Leveraging Communities to Implement Design Thinking

Ray Poynter
March 10, 2021
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The hottest topic in the creation of new products is Design Thinking, as popularised by companies like IDEO and design gurus like Don Norman. Design Thinking is a human-centred way of matching innovation to people’s real needs. A key aspect of Design Thinking is a multidisciplinary approach that connects human needs with product feasibility and with financial viability.

The Double-Diamond – and its focus on people

One of the best ways of representing Design Thinking is via the Design Council’s Double-Diamond – which links together Discover (what are the problems that people face), Define (what needs solving), Develop (what would solve the problems) and Deliver (what is the solution).

Putting the ‘Human’ in Human-centred Design

The key principle of Design Thinking is that it is human-centred, which means putting the human at the centre of the process. This needs to happen at every phase:

Discover – focus on people, look at their ‘lived experience’. Don’t assume you know what the problem is, don’t just ask people what they want, explore the root causes of why there is a need or problem. This is a divergent process – the possible causes and descriptions of the underlying problem should grow and expand at this stage.

Define – from the research, observations and analysis in the Discover stage, narrow the issues down to get to the real, underlying problem – checking your assumptions with real people before progressing further.

Develop – explore the possible range of solutions, drawing on the insights of designers, engineers, marketers and crowdsourcing from customers and users.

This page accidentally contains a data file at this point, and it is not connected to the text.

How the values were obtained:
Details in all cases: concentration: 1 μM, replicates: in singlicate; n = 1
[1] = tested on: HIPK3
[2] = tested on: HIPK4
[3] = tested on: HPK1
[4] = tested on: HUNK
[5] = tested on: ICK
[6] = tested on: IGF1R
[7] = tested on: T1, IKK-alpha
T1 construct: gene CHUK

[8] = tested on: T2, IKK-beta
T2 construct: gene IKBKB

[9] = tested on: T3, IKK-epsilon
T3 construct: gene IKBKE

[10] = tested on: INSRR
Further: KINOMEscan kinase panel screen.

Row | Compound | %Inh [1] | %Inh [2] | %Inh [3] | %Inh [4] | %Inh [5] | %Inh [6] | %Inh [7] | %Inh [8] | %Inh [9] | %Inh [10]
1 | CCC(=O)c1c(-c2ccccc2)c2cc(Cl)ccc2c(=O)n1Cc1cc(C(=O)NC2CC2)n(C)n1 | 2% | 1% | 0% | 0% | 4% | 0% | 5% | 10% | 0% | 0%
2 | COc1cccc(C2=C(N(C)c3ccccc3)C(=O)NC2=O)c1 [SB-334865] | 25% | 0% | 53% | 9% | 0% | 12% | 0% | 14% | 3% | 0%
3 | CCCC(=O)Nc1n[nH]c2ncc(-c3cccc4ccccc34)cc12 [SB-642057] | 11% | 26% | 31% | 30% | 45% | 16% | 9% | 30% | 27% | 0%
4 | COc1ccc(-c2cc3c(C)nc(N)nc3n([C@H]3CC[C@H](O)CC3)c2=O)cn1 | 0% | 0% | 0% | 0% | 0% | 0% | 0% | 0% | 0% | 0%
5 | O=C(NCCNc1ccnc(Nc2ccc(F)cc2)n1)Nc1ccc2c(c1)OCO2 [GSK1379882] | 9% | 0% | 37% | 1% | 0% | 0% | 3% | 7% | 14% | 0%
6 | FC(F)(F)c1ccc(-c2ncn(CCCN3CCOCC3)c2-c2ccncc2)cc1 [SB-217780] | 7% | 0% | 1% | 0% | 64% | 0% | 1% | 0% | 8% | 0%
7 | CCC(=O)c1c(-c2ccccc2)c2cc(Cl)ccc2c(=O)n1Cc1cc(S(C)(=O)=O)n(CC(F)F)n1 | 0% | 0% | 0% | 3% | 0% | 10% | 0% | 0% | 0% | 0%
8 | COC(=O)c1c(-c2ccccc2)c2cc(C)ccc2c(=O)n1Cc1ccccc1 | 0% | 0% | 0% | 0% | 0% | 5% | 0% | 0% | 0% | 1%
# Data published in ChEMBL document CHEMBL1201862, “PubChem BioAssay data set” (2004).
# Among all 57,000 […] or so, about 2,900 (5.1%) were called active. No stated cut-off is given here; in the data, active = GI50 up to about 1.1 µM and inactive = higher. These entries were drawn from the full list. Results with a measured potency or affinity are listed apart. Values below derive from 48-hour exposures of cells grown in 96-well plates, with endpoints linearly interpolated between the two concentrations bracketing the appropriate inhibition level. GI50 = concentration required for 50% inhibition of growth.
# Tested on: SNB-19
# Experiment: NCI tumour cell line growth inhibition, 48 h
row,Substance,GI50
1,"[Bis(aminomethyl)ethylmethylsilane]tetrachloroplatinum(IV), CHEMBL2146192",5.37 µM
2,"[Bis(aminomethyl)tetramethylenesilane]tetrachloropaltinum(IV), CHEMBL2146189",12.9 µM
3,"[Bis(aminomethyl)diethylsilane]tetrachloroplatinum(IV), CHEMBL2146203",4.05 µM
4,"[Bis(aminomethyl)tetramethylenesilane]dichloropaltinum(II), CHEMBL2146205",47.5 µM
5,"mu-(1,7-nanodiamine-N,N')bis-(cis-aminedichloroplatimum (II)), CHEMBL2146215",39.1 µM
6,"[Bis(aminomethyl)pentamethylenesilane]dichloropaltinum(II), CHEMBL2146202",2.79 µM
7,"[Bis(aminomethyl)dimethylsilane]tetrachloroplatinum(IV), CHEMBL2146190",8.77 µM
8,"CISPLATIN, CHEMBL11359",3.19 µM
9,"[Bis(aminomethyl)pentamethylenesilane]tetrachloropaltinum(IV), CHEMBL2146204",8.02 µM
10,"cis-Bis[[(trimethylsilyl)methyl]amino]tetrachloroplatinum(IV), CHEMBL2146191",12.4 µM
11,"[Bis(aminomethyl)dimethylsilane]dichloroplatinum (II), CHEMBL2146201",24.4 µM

Deliver – use iterative and agile research to converge on the right solution – often employing the test/build/lean approach popularised by Eric Ries.

Communities and Design Thinking

Designers want and need to connect with users and customers at all stages of the process, particularly when defining the problem and creating the optimal solution. However, the needs of the design team can be exacting; they need the right people, they need them quickly, and they need to be able to work iteratively – as in ‘less research, more often’. Communities offer this because:

• Community members are invested in the brand – they want to help.

• The deep profiling of members means the right people can be selected to take part.

• The ‘always on’ nature of communities means that research can be organised quickly.

• The longitudinal nature of communities means that designers can go back to the same community members to test revisions and alternatives.

• The low marginal cost of using a community avoids putting obstacles in the way of working with customers.

Examples of leveraging communities for Design Thinking

• Speed – talking about research at Nestlé, Ysaline Lannoy describes how projects can go from design to report in 4 to 5 days using their Potentiate community – read more here.

• Focus – talking about Australian insurance giant IAG, Sarah Dixey says “I consistently get really good feedback about how engaged they are, compared to using other sources.” – when talking about customers recruited from their Potentiate community to take part in design-related qual research – read more here.

• Empathy – Samsung used its Verve community to dig deeper into how Samsung fits into people’s lives – read more here (Anna Williams, presenting at NewMR 2020).

Five Key Principles for Leveraging Research in Design Thinking

Here are five key steps that you need to follow to utilise communities in Design Thinking situations:

1. Design Thinking is human-centric, so include customers/users at every stage – remembering that ASSUME makes an ASS out of U and ME.

2. Use the Double-Diamond approach, which means being Divergent before Converging – twice.

3. Do less research, more often – test your thinking and ideas quickly, refine them and test again.

4. Use customers and users who have skin in the game, people who want to help improve the product or service – not random strangers (or work colleagues).

5. Remember design is not a research project, it is a design project. Research helps the design team create their project in a human-centric way.

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